One of the most strikingly-colorful plants during autumn in this region’s gardens is burning bush (Euonymus alatus). Unfortunately, burning bush (including its cultivars) is now classified as an invasive species, and anyone wanting to buy a plant will be frustrated. Although it’s still commonly seen in established gardens (and increasingly seeded-in to surrounding woodlands), purchasing any plants of the species is now illegal in Massachusetts.
Why is it that some plants are classified as invasive, while others that seem so similar are not? That’s a common question, particularly during autumn when fall colors and fruit on the burning bush (Euonymus alatus), oriental bittersweet (Celastris orbiculatus) and multiflora rose (Rosa multiflora) are so showy—they’re all considered “invasive” species.
Interestingly, poison ivy (Toxicodendron radicans), Virginia creeper (Parthenocissus quinquefolia) and blackgum (Nyssa sylvatica) all exhibit similar brilliant autumn features. But even though they can be noxious weeds and “thugs” when they dominate an area, they are native species, so they cannot be classified invasive.
According to the United States Department of Agriculture, “Only plants found in this country before European settlement are considered to be native to the United States.” A generally accepted principle is that plants classified as “native” cannot be considered invasive because they have “developed resistance to pests through their interaction with the pest over many generations”, whereas “invasive species are in a new environment, free from natural predators, parasites, or competitors, they often develop large population sizes very rapidly.”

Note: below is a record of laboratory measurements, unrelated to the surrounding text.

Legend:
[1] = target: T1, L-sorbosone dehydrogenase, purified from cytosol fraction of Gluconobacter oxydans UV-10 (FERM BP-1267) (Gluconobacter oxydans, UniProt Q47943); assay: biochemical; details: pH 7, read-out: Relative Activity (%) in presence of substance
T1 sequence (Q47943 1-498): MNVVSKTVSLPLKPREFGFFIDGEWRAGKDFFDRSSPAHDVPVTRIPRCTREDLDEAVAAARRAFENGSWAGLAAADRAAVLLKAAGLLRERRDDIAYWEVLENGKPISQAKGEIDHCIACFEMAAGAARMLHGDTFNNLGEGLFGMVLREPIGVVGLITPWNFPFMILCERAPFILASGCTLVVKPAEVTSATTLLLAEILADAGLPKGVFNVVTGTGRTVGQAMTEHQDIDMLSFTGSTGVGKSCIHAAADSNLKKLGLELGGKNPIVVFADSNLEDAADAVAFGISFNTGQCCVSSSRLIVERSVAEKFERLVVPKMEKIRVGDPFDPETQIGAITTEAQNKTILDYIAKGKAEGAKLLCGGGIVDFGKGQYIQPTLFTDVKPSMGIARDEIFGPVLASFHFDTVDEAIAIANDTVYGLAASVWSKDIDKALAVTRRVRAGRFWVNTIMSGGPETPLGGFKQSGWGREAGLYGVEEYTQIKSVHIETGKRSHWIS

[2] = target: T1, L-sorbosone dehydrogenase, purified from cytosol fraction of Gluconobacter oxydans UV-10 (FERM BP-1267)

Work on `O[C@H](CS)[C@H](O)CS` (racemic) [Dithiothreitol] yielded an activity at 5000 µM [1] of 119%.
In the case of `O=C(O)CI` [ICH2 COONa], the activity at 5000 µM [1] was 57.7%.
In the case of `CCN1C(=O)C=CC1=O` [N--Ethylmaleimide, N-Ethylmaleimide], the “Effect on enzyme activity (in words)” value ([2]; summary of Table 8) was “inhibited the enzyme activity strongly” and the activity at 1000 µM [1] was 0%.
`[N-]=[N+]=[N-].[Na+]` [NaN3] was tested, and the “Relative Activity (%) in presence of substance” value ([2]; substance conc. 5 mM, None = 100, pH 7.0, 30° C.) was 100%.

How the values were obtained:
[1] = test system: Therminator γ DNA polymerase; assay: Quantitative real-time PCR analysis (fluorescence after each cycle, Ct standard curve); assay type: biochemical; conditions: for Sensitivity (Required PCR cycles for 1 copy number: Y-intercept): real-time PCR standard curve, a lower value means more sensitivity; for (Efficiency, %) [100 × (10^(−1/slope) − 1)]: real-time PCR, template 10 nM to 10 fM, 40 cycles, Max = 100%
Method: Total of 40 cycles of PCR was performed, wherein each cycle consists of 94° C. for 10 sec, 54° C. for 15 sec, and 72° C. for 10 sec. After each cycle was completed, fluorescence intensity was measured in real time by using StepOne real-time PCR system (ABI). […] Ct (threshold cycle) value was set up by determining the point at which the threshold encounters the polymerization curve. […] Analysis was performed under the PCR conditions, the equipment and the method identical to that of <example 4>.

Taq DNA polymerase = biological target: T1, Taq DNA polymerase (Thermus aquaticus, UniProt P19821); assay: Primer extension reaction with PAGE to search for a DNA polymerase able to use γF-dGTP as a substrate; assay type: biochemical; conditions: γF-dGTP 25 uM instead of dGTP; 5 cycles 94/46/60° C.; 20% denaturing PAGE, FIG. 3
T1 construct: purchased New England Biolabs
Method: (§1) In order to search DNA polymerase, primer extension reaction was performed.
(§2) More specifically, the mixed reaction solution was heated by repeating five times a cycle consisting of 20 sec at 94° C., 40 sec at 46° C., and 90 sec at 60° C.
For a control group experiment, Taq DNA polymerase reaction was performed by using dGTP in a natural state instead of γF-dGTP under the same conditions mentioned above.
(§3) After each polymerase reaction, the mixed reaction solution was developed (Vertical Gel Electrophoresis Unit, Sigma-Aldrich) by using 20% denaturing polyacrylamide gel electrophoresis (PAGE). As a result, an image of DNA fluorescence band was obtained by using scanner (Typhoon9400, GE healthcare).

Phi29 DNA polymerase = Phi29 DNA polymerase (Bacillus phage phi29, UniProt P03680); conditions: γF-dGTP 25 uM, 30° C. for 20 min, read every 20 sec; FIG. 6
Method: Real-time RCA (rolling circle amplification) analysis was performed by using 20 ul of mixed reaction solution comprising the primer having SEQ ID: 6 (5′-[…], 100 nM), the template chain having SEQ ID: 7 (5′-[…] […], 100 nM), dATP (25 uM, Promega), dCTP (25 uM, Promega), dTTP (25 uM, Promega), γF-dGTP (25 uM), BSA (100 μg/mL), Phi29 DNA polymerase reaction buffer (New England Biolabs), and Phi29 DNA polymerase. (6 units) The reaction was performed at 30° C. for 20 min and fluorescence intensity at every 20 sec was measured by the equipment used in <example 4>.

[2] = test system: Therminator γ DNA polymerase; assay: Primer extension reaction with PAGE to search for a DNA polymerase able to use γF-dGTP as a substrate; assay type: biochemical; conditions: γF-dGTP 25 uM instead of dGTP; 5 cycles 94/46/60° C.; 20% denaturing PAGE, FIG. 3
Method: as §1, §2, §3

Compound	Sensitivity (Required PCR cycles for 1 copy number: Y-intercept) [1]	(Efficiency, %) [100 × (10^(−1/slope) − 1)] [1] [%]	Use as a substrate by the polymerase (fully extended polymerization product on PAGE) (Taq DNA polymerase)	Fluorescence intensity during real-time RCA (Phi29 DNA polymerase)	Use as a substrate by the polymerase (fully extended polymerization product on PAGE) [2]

Determining whether a species is invasive needs to be science-based, taking into consideration the characteristics of the species and the region where it grows. The Massachusetts Invasive Plant Advisory Group (MIPAG) defines invasive plants as “non-native species that have spread into native or minimally managed plant systems in Massachusetts, causing economic or environmental harm by developing self-sustaining populations and becoming dominant and/or disruptive to those systems.” MIPAG has developed and applies criteria to determine invasiveness of a species.
Fortunately for those of us who enjoy gardens, only a very small percentage of introduced, non-native plants (sometimes called “exotics”) are “invasive”. And for those of us who appreciate the attractiveness of burning bush, a good number of plants that exhibit similar features are reasonable substitutes. Some of these are native, others not:
- Red chokeberry (Aronia arbutifolia)
- Blueberry (Vaccinium corymbosum)
- Redvein enkianthus (Enkianthus campanulatus)
- Witch Alder (Fothergilla species & cultivars)
- Sweetspire (Itea cultivars)
- Sumac (Rhus species & cultivars)
As our climate continues to change, problems associated with invasive plants are increasing and becoming more complex, both for the health of the environment and for gardeners alike. Open this link for more information and specific suggestions for identifying and managing invasive plants.
Wayne Mezitt is a 3rd generation nurseryman, a Massachusetts Certified Horticulturist, now chairman of Weston Nurseries of Hopkinton, Chelmsford & Hingham MA, and owner of “Hort-Sense”, a horticultural advisory business. He currently serves in various capacities on several horticulturally-related organizations, including the Massachusetts Horticultural Society at The Gardens at Elm Bank in Wellesley MA, and chairman for the Massachusetts Invasive Plant Advisory Group (MIPAG).